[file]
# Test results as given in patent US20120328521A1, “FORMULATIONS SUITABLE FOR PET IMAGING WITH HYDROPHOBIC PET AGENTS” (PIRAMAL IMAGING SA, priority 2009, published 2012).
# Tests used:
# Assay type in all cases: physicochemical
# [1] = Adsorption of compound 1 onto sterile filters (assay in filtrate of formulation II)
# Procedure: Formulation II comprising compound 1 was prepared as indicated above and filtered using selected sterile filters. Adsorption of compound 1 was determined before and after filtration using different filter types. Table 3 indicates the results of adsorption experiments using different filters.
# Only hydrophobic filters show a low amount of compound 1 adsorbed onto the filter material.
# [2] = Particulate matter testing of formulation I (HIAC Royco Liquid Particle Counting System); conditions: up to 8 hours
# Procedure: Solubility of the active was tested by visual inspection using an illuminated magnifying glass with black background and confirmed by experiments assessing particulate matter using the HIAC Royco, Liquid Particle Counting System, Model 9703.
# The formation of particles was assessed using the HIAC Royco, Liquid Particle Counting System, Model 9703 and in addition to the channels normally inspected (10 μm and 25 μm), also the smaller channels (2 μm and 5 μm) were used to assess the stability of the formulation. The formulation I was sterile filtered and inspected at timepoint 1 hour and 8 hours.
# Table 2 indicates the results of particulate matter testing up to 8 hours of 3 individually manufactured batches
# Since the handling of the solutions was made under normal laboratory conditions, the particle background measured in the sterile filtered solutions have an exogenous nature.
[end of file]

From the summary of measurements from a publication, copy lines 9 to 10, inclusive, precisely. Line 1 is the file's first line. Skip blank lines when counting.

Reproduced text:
# The formation of particles was assessed using the HIAC Royco, Liquid Particle Counting System, Model 9703 and in addition to the channels normally inspected (10 μm and 25 μm), also the smaller channels (2 μm and 5 μm) were used to assess the stability of the formulation. The formulation I was sterile filtered and inspected at timepoint 1 hour and 8 hours.
# Table 2 indicates the results of particulate matter testing up to 8 hours of 3 individually manufactured batches